The Akta Lakota Museum & Cultural Center, an educational outreach of St. Joseph’s Indian School, is committed to promoting the knowledge and understanding of the Northern Plains Indian Culture past, present and future, through the preservation of historical artifacts and contemporary works of art. Read more »
Want to learn about the Native American artists? Read more »
38th Annual Powwow
As an outreach program of St. Joseph's Indian School, the Akta Lakota Museum & Cultural Center will be offering cultural activities with our 38th Annual American Indian Day & Powwow Celebration. Read more »
The Akta Lakota Museum offers a wide selction of unique, Indian made, items for purchase. All sales are used to fund programs for the Lakota children in our care at St. Joseph's Indian School. Shop our store »
St. Joseph's Indian School's Alumni & Historical Center was dedicated in May 2013.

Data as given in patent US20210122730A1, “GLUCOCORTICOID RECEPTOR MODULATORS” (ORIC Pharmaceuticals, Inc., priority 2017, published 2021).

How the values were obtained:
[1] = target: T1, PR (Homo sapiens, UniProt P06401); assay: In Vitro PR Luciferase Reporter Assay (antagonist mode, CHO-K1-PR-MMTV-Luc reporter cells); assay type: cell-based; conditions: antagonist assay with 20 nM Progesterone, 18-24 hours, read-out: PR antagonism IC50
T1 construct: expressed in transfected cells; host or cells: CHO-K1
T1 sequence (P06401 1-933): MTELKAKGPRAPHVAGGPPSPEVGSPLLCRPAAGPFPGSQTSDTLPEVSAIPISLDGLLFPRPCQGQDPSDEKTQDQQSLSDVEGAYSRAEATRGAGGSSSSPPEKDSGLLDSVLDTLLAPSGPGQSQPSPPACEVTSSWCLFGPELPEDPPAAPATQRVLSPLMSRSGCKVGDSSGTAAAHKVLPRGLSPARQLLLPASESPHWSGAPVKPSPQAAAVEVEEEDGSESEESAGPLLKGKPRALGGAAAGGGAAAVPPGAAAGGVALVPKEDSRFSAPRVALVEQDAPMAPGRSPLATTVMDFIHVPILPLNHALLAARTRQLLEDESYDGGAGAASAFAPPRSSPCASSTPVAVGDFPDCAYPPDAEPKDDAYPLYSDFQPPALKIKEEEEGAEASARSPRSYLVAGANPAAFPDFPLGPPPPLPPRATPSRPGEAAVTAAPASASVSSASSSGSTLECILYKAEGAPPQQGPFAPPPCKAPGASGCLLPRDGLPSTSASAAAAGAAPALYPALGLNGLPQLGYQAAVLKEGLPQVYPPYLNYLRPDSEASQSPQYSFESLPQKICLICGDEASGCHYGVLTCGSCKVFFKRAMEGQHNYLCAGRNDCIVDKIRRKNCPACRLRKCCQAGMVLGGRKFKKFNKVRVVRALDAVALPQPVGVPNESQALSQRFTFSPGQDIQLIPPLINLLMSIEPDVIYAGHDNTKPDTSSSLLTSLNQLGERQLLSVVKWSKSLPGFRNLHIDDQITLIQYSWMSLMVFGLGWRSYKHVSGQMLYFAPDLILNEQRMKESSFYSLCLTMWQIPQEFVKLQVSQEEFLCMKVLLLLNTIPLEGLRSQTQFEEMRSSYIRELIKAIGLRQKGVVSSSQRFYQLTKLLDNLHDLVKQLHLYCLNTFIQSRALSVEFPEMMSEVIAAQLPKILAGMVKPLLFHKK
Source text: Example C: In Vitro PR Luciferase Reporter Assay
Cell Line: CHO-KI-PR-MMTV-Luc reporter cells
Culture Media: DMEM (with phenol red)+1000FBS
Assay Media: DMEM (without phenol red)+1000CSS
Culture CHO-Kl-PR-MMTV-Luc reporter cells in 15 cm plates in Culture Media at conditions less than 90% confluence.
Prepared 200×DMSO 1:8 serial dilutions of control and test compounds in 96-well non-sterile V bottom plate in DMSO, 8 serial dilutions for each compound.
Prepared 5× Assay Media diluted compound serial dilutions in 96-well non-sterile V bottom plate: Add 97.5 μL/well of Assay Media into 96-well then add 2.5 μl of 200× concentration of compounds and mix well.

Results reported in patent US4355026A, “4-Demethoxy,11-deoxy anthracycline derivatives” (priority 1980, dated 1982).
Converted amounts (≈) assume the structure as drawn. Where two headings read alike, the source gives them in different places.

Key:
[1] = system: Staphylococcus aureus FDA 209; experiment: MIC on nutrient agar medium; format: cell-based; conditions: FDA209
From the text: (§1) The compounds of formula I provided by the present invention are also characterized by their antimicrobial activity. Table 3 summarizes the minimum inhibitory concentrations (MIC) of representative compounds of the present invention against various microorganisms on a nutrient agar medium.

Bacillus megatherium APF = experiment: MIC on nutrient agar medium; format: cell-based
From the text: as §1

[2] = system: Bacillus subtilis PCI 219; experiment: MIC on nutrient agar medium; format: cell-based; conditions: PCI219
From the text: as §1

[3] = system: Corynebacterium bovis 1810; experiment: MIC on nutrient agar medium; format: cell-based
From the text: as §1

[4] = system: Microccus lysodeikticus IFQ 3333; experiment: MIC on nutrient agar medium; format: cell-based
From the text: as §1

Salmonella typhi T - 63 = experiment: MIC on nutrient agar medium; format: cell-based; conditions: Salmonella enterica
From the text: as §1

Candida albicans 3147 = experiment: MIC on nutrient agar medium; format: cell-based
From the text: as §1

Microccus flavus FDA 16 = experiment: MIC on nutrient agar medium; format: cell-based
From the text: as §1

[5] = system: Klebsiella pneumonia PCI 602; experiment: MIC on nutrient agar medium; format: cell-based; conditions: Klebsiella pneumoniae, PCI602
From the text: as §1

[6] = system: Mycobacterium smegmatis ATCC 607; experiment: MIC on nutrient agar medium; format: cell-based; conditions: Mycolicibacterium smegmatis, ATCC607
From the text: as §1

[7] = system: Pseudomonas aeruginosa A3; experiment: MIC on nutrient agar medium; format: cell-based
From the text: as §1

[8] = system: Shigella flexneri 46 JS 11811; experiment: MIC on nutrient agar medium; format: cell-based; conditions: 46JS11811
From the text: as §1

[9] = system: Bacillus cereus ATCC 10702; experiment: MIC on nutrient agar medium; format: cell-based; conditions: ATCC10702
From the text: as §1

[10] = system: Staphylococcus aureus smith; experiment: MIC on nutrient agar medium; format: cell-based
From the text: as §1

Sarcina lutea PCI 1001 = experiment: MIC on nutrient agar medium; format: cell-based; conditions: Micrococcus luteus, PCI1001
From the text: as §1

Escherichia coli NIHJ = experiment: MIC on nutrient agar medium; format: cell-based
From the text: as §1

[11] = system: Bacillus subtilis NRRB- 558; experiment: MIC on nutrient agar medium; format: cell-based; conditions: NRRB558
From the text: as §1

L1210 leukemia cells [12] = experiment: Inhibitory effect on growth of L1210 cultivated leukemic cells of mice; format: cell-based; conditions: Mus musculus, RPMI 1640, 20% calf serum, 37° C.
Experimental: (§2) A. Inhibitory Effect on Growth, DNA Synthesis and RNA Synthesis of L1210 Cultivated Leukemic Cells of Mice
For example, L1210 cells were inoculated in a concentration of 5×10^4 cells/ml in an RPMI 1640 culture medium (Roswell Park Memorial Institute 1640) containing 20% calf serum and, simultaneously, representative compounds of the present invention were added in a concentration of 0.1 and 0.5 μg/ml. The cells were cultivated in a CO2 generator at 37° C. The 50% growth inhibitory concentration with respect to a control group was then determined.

Tokéya uŋkí nájiŋpi (We Stood Here in the Beginning) will preserve the memories of St. Joseph’s Indian School and share accomplishments of the students, religious staff and benefactors. Read more »
A wacipi - powwow - is a Native American gathering focused on dance, song and family celebration. It celebrates the connections to tradition and spirituality, to the Earth and to one another in a social, personal and spiritual meeting. View the listing of South Dakota area powwows »
We invite you to learn basic phrases and words of the Lakota language with the students at St. Joseph's Indian School. Read more »
Planning a road trip to the Akta Lakota Museum & Cultural Center? Take a look at these driving directions »
News & Events
What is a winter count?
A winter count is a record of history. For generations, Plains Indians drew pictographs to document their daily experiences and to record time. A historian appointed by the tribal community drew one pictograph on a buffalo or deer hide at the end of each winter season. The pictograph represented a significant event that happened within that year. Learn More!
|The Lakota Moon Calendar:|
January — Wiótehika Wi — The Moon of Hard Times
During this time of year, everyone experienced difficulties. Food was in short supply; the weather was fierce. Yet, the Lakota (Sioux) people prevailed. Learn More!